Competitive chances wasted


Sandringham Dragons 10.13 (73) d Gippsland Power 4.16 (40)

For the second consecutive TAC Cup match, Loy Yang B Gippsland Power wasted a winning position against a competitive opponent, the Sandringham Dragons, with some poor finishing inside the 50-metre zone.

The Power entered the game with Todd Beck, Macklin Raine, and Dylan Proctor making their debuts, Nash Holmes playing his first for this season and Bohdi Walker returning from injury.

Their opponents also had to make many changes with half of the Dragons’ squad committed to school football for much of the season.

It was the Dragons who took the initiative from the opening bounce with a good goal and the Power replied when Nick Argento, Sam Skinner and Jordie Cunico combined with skill and poise under pressure to set up Nathan Dennison for a timely reply.

From the ensuing centre bounce, Alex Carr went long and Michael Jacobsen again fed Dennison to give the Power the lead.

In the later part of the term, the Dragons scored two goals almost against the run of play and punished the Power for some wasted scoring opportunities due to poor finishing and decision making.

By the first change the Dragons led by six points and, importantly, had the all-important momentum going their way for the start of the second quarter.

This fact was reinforced when they goaled early in the term and had the Power well and truly on the back foot.

For much of the rest of the quarter the defences of both sides were on top and goals were hard to come by.

Again the Power wasted potential scoring opportunities with a lack of effective kicking and were then punished when the Dragons again scored two late goals to go to the long break 25 points ahead.

Despite being effective for much of the term, the Power’s problem was wasted inside 50m opportunities.

They had 14 entries for no majors in the quarter to ensure the Dragons’ lead was much larger than it should have been.

The Dragons again scored the first goal of the term and it looked like they were going to blow the Power out of the game.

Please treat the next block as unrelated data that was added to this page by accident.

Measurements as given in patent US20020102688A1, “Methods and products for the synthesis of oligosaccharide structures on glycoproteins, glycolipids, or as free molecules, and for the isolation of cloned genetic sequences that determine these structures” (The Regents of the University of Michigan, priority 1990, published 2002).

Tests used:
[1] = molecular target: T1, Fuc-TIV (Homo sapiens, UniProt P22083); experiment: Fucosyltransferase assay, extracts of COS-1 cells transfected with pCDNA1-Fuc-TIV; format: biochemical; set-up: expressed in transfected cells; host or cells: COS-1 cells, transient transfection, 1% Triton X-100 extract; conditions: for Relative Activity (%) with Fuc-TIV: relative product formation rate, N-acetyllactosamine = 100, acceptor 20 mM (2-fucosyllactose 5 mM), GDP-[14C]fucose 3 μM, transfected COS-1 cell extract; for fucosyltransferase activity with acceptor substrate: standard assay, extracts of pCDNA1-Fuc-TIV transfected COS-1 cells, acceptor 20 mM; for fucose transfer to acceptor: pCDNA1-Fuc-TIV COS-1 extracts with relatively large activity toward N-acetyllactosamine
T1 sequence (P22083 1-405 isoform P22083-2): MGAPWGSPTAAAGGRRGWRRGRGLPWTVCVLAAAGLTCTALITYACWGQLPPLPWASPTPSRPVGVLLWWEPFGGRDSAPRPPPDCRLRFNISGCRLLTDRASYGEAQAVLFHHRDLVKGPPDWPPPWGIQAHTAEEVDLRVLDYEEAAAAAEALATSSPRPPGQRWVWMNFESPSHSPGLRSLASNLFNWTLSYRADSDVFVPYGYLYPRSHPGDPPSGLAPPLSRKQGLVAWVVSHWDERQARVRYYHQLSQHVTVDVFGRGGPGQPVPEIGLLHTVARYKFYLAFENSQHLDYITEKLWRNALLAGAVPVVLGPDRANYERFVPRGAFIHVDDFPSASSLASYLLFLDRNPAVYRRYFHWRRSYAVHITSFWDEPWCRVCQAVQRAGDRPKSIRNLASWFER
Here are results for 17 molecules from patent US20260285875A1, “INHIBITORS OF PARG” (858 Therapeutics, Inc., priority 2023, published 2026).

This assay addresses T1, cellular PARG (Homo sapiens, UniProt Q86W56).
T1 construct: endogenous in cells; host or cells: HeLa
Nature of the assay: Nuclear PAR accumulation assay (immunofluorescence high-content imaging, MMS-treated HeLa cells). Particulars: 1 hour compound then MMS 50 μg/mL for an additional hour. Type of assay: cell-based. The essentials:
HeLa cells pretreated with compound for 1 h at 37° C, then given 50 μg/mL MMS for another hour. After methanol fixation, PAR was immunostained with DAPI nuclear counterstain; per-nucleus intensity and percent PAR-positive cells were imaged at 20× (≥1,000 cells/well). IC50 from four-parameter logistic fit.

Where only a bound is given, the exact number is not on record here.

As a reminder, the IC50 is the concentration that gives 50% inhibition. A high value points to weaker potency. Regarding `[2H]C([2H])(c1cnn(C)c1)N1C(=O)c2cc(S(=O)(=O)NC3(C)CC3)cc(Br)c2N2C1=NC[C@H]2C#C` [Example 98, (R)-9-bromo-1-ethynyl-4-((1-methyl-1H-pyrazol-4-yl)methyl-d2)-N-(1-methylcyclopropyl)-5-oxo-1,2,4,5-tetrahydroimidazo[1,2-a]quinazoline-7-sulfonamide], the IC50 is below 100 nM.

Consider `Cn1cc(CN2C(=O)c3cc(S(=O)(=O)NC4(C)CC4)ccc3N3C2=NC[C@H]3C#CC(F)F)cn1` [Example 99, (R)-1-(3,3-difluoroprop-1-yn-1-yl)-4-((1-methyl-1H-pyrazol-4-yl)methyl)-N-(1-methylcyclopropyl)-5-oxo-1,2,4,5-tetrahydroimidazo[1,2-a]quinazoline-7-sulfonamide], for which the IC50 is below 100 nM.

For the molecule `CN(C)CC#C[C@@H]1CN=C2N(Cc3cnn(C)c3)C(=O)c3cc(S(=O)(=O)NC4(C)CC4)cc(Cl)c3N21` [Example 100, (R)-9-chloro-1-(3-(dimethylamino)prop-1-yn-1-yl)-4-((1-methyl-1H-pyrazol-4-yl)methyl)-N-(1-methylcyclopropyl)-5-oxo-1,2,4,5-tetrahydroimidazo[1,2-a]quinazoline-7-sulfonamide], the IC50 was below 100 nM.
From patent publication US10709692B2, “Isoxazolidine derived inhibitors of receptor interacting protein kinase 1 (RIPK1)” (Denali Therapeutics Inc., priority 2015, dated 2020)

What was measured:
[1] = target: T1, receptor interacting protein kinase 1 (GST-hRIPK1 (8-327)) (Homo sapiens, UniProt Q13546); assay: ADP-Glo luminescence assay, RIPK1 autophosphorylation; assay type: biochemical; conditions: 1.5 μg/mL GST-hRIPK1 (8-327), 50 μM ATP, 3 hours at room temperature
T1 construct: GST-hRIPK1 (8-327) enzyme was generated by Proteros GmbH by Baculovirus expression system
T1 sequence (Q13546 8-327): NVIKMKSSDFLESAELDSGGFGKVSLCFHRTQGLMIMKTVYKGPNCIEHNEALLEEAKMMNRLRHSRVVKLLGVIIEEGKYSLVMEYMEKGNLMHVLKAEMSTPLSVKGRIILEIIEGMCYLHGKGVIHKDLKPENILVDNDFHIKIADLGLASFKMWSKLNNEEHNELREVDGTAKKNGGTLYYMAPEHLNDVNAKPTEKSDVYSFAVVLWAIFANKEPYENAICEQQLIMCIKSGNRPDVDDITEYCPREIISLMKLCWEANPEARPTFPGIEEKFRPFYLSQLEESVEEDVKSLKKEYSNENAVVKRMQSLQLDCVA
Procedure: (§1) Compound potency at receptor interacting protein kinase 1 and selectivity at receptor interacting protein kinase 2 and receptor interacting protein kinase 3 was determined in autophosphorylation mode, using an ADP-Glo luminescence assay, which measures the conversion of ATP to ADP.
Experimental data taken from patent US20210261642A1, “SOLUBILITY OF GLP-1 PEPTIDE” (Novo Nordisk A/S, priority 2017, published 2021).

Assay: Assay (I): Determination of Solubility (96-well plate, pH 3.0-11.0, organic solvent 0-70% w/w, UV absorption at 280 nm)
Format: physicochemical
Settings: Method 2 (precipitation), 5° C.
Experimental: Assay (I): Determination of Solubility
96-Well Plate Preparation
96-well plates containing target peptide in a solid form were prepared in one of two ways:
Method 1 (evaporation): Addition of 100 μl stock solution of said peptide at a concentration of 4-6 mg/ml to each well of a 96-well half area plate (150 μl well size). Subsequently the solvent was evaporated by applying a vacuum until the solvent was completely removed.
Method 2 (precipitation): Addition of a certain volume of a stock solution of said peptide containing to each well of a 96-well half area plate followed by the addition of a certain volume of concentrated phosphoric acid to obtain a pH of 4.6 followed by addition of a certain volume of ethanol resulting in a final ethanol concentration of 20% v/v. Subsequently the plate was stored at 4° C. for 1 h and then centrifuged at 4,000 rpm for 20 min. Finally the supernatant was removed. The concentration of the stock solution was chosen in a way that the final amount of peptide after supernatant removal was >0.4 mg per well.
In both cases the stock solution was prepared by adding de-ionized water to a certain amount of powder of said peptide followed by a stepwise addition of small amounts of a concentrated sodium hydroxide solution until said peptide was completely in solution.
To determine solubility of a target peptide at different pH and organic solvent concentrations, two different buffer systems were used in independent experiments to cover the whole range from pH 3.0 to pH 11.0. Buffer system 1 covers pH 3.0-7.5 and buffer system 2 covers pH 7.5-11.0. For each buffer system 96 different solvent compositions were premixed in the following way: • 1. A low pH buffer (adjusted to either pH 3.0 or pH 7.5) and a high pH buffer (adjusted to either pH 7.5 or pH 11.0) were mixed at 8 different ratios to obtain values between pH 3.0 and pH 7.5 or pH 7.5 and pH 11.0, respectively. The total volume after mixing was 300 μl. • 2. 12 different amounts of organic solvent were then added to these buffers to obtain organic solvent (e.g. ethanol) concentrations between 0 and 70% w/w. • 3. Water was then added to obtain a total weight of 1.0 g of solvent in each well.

To their credit, the Power lifted their work rate and began to dominate the match in terms of contested possessions and steely defence.

They consistently pumped the ball up forward, but kicked six consecutive points from this dominance in general play.

A free kick and goal to Josh Dunkley broke the drought after 50 minutes, but the Dragons still led by 19 points at three-quarter-time.

The Power had 12 inside-50 opportunities to the Dragons’ three, but was unable to convert on the scoreboard.

Things began to look good for the Power when they scored the opening goal of the last term after some excellent rebound football by James Jacobsen resulted in a goal to Tate Marsh.

However, the Dragons lifted their work rate and stemmed the flow for the next 15 minutes of the quarter.

Neither side was using their hard-won scoring opportunities effectively and it looked likely the Dragons were going to hold on for a narrow, if unconvincing, win.

However, the Power, to add insult to injury, again let their opponents score seemingly easy late goals to record a much bigger winning margin than they truly deserved.

Three goals in the last few minutes extended the Dragons’ lead to 33 points, but the Power had shown they have what it takes to be so much closer than this performance against good sides.

Leigh Brown and his assistant coaches will continue to work on the development of the side’s all-important self-belief in preparation for their next match against the Western Jets at Williamstown.